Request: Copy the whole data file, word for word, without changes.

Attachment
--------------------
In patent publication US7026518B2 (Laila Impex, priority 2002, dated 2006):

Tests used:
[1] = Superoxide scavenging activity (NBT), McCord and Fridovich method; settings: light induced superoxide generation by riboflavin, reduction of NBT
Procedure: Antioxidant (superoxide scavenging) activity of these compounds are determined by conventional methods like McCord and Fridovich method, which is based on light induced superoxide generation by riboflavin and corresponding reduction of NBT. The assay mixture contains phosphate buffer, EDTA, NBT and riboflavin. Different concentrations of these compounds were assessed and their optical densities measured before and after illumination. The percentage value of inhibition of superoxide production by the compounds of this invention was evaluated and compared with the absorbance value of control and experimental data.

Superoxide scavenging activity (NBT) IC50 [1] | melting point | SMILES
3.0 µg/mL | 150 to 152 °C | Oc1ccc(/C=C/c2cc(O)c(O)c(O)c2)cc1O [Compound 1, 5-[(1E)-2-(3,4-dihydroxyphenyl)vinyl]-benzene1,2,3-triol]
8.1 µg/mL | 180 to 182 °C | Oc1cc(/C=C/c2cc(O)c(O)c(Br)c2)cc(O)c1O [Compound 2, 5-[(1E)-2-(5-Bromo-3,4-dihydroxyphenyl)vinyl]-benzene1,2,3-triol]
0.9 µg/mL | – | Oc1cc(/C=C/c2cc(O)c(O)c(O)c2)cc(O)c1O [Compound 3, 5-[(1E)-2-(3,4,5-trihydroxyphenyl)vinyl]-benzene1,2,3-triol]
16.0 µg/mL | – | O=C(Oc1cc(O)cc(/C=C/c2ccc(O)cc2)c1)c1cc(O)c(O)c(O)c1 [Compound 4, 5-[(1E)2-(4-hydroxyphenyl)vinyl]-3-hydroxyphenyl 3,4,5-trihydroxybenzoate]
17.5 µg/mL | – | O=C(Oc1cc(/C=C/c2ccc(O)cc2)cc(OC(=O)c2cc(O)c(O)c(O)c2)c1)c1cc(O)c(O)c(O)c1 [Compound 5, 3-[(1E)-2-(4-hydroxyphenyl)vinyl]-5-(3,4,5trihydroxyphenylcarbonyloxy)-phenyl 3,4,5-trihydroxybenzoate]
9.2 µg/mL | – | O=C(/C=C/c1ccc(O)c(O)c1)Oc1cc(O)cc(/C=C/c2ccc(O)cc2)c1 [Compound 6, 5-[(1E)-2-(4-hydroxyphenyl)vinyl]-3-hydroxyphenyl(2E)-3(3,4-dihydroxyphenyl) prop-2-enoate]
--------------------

In patent publication US7026518B2 (Laila Impex, priority 2002, dated 2006):

Tests used:
[1] = Superoxide scavenging activity (NBT), McCord and Fridovich method; settings: light induced superoxide generation by riboflavin, reduction of NBT
Procedure: Antioxidant (superoxide scavenging) activity of these compounds are determined by conventional methods like McCord and Fridovich method, which is based on light induced superoxide generation by riboflavin and corresponding reduction of NBT. The assay mixture contains phosphate buffer, EDTA, NBT and riboflavin. Different concentrations of these compounds were assessed and their optical densities measured before and after illumination. The percentage value of inhibition of superoxide production by the compounds of this invention was evaluated and compared with the absorbance value of control and experimental data.

Superoxide scavenging activity (NBT) IC50 [1] | melting point | SMILES
3.0 µg/mL | 150 to 152 °C | Oc1ccc(/C=C/c2cc(O)c(O)c(O)c2)cc1O [Compound 1, 5-[(1E)-2-(3,4-dihydroxyphenyl)vinyl]-benzene1,2,3-triol]
8.1 µg/mL | 180 to 182 °C | Oc1cc(/C=C/c2cc(O)c(O)c(Br)c2)cc(O)c1O [Compound 2, 5-[(1E)-2-(5-Bromo-3,4-dihydroxyphenyl)vinyl]-benzene1,2,3-triol]
0.9 µg/mL | – | Oc1cc(/C=C/c2cc(O)c(O)c(O)c2)cc(O)c1O [Compound 3, 5-[(1E)-2-(3,4,5-trihydroxyphenyl)vinyl]-benzene1,2,3-triol]
16.0 µg/mL | – | O=C(Oc1cc(O)cc(/C=C/c2ccc(O)cc2)c1)c1cc(O)c(O)c(O)c1 [Compound 4, 5-[(1E)2-(4-hydroxyphenyl)vinyl]-3-hydroxyphenyl 3,4,5-trihydroxybenzoate]
17.5 µg/mL | – | O=C(Oc1cc(/C=C/c2ccc(O)cc2)cc(OC(=O)c2cc(O)c(O)c(O)c2)c1)c1cc(O)c(O)c(O)c1 [Compound 5, 3-[(1E)-2-(4-hydroxyphenyl)vinyl]-5-(3,4,5trihydroxyphenylcarbonyloxy)-phenyl 3,4,5-trihydroxybenzoate]
9.2 µg/mL | – | O=C(/C=C/c1ccc(O)c(O)c1)Oc1cc(O)cc(/C=C/c2ccc(O)cc2)c1 [Compound 6, 5-[(1E)-2-(4-hydroxyphenyl)vinyl]-3-hydroxyphenyl(2E)-3(3,4-dihydroxyphenyl) prop-2-enoate]